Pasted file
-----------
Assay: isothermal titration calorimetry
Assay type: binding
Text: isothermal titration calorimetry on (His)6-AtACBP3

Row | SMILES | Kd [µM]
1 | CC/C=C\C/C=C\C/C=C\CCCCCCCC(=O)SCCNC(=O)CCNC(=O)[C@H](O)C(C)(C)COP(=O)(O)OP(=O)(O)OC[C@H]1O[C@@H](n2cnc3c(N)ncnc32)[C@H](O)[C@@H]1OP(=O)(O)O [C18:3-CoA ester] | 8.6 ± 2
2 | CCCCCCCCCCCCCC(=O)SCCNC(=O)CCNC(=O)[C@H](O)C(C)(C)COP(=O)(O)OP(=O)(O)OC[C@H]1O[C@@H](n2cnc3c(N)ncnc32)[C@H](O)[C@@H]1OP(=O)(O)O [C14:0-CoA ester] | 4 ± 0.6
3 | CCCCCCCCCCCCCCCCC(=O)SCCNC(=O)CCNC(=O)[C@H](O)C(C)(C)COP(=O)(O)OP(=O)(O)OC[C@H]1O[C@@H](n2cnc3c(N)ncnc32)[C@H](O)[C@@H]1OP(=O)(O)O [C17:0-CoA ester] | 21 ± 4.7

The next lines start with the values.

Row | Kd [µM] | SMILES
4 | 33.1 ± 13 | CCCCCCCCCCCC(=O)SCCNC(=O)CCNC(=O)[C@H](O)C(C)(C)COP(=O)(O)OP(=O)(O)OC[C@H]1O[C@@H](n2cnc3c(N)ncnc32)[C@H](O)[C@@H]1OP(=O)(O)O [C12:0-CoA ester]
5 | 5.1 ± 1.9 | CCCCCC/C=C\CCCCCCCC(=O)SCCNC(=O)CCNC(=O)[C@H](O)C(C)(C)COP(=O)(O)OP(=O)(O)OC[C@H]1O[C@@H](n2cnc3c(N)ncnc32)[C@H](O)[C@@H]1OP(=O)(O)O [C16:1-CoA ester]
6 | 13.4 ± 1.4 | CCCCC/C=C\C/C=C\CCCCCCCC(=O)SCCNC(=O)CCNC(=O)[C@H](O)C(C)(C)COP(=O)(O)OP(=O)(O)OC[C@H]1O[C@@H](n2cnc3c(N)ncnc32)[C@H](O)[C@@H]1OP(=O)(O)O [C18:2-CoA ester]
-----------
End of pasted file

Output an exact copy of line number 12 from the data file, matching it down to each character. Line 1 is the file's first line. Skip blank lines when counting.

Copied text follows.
6 | 13.4 ± 1.4 | CCCCC/C=C\C/C=C\CCCCCCCC(=O)SCCNC(=O)CCNC(=O)[C@H](O)C(C)(C)COP(=O)(O)OP(=O)(O)OC[C@H]1O[C@@H](n2cnc3c(N)ncnc32)[C@H](O)[C@@H]1OP(=O)(O)O [C18:2-CoA ester]